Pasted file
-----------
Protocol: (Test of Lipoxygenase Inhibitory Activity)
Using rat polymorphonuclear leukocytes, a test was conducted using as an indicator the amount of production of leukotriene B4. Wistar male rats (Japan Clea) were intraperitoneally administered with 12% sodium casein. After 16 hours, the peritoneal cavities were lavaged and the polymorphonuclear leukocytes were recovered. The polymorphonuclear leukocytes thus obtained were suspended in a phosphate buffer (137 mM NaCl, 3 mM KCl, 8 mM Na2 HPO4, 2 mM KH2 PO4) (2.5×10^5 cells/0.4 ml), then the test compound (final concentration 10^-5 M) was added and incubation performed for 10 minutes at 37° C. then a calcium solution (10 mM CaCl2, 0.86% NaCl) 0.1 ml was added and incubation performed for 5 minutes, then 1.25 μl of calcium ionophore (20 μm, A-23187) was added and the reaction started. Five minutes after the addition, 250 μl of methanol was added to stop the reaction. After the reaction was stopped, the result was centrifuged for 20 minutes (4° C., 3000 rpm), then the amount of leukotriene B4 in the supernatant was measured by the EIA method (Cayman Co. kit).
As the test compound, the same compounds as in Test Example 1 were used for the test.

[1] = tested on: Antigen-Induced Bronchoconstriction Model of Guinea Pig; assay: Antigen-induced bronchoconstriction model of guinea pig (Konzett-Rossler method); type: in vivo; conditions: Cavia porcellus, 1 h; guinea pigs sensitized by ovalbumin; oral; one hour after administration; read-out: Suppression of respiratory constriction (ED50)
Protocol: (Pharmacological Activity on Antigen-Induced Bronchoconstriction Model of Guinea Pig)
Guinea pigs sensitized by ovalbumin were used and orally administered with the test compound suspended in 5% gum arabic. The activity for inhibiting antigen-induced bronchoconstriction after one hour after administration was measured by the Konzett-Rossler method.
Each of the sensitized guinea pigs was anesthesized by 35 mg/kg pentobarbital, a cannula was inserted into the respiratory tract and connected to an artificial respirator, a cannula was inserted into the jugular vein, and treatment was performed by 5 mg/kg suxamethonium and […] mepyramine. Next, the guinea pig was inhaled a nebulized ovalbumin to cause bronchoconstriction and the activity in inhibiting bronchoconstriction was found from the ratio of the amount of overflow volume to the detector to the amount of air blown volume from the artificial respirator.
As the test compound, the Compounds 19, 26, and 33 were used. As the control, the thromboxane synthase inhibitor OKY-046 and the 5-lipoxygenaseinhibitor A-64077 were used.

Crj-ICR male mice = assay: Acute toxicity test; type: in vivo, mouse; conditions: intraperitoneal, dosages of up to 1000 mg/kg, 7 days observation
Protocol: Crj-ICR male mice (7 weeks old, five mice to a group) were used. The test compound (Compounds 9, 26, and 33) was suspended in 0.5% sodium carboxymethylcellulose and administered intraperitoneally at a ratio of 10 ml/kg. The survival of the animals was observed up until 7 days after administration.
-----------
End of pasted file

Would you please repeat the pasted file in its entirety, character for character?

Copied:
Protocol: (Test of Lipoxygenase Inhibitory Activity)
Using rat polymorphonuclear leukocytes, a test was conducted using as an indicator the amount of production of leukotriene B4. Wistar male rats (Japan Clea) were intraperitoneally administered with 12% sodium casein. After 16 hours, the peritoneal cavities were lavaged and the polymorphonuclear leukocytes were recovered. The polymorphonuclear leukocytes thus obtained were suspended in a phosphate buffer (137 mM NaCl, 3 mM KCl, 8 mM Na2 HPO4, 2 mM KH2 PO4) (2.5×10^5 cells/0.4 ml), then the test compound (final concentration 10^-5 M) was added and incubation performed for 10 minutes at 37° C. then a calcium solution (10 mM CaCl2, 0.86% NaCl) 0.1 ml was added and incubation performed for 5 minutes, then 1.25 μl of calcium ionophore (20 μm, A-23187) was added and the reaction started. Five minutes after the addition, 250 μl of methanol was added to stop the reaction. After the reaction was stopped, the result was centrifuged for 20 minutes (4° C., 3000 rpm), then the amount of leukotriene B4 in the supernatant was measured by the EIA method (Cayman Co. kit).
As the test compound, the same compounds as in Test Example 1 were used for the test.

[1] = tested on: Antigen-Induced Bronchoconstriction Model of Guinea Pig; assay: Antigen-induced bronchoconstriction model of guinea pig (Konzett-Rossler method); type: in vivo; conditions: Cavia porcellus, 1 h; guinea pigs sensitized by ovalbumin; oral; one hour after administration; read-out: Suppression of respiratory constriction (ED50)
Protocol: (Pharmacological Activity on Antigen-Induced Bronchoconstriction Model of Guinea Pig)
Guinea pigs sensitized by ovalbumin were used and orally administered with the test compound suspended in 5% gum arabic. The activity for inhibiting antigen-induced bronchoconstriction after one hour after administration was measured by the Konzett-Rossler method.
Each of the sensitized guinea pigs was anesthesized by 35 mg/kg pentobarbital, a cannula was inserted into the respiratory tract and connected to an artificial respirator, a cannula was inserted into the jugular vein, and treatment was performed by 5 mg/kg suxamethonium and […] mepyramine. Next, the guinea pig was inhaled a nebulized ovalbumin to cause bronchoconstriction and the activity in inhibiting bronchoconstriction was found from the ratio of the amount of overflow volume to the detector to the amount of air blown volume from the artificial respirator.
As the test compound, the Compounds 19, 26, and 33 were used. As the control, the thromboxane synthase inhibitor OKY-046 and the 5-lipoxygenaseinhibitor A-64077 were used.

Crj-ICR male mice = assay: Acute toxicity test; type: in vivo, mouse; conditions: intraperitoneal, dosages of up to 1000 mg/kg, 7 days observation
Protocol: Crj-ICR male mice (7 weeks old, five mice to a group) were used. The test compound (Compounds 9, 26, and 33) was suspended in 0.5% sodium carboxymethylcellulose and administered intraperitoneally at a ratio of 10 ml/kg. The survival of the animals was observed up until 7 days after administration.